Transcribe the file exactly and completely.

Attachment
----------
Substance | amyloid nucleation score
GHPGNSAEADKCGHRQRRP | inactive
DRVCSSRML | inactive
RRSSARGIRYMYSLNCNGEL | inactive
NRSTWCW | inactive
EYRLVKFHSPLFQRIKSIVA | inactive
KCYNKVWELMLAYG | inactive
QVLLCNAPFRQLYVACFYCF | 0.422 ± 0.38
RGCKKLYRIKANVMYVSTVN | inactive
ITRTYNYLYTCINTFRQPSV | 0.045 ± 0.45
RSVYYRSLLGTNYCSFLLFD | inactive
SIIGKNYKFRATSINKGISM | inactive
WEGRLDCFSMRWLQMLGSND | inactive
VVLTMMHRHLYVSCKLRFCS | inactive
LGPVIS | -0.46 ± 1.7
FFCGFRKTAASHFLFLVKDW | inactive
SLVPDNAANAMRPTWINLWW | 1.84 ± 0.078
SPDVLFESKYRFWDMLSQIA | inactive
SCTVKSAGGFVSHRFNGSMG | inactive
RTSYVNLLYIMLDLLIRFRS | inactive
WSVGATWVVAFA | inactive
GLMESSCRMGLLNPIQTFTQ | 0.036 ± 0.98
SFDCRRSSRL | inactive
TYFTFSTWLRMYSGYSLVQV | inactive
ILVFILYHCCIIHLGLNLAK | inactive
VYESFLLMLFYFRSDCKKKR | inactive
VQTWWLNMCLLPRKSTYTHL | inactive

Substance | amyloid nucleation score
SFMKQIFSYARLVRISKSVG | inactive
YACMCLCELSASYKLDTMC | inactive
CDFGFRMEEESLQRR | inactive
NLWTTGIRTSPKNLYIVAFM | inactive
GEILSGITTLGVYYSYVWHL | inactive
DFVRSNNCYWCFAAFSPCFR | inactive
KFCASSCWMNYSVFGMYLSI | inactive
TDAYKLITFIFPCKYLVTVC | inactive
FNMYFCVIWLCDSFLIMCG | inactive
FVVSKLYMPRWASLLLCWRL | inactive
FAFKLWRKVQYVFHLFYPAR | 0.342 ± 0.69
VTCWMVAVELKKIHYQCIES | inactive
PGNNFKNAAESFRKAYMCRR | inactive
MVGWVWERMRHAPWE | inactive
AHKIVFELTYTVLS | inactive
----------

Substance | amyloid nucleation score
GHPGNSAEADKCGHRQRRP | inactive
DRVCSSRML | inactive
RRSSARGIRYMYSLNCNGEL | inactive
NRSTWCW | inactive
EYRLVKFHSPLFQRIKSIVA | inactive
KCYNKVWELMLAYG | inactive
QVLLCNAPFRQLYVACFYCF | 0.422 ± 0.38
RGCKKLYRIKANVMYVSTVN | inactive
ITRTYNYLYTCINTFRQPSV | 0.045 ± 0.45
RSVYYRSLLGTNYCSFLLFD | inactive
SIIGKNYKFRATSINKGISM | inactive
WEGRLDCFSMRWLQMLGSND | inactive
VVLTMMHRHLYVSCKLRFCS | inactive
LGPVIS | -0.46 ± 1.7
FFCGFRKTAASHFLFLVKDW | inactive
SLVPDNAANAMRPTWINLWW | 1.84 ± 0.078
SPDVLFESKYRFWDMLSQIA | inactive
SCTVKSAGGFVSHRFNGSMG | inactive
RTSYVNLLYIMLDLLIRFRS | inactive
WSVGATWVVAFA | inactive
GLMESSCRMGLLNPIQTFTQ | 0.036 ± 0.98
SFDCRRSSRL | inactive
TYFTFSTWLRMYSGYSLVQV | inactive
ILVFILYHCCIIHLGLNLAK | inactive
VYESFLLMLFYFRSDCKKKR | inactive
VQTWWLNMCLLPRKSTYTHL | inactive

Substance | amyloid nucleation score
SFMKQIFSYARLVRISKSVG | inactive
YACMCLCELSASYKLDTMC | inactive
CDFGFRMEEESLQRR | inactive
NLWTTGIRTSPKNLYIVAFM | inactive
GEILSGITTLGVYYSYVWHL | inactive
DFVRSNNCYWCFAAFSPCFR | inactive
KFCASSCWMNYSVFGMYLSI | inactive
TDAYKLITFIFPCKYLVTVC | inactive
FNMYFCVIWLCDSFLIMCG | inactive
FVVSKLYMPRWASLLLCWRL | inactive
FAFKLWRKVQYVFHLFYPAR | 0.342 ± 0.69
VTCWMVAVELKKIHYQCIES | inactive
PGNNFKNAAESFRKAYMCRR | inactive
MVGWVWERMRHAPWE | inactive
AHKIVFELTYTVLS | inactive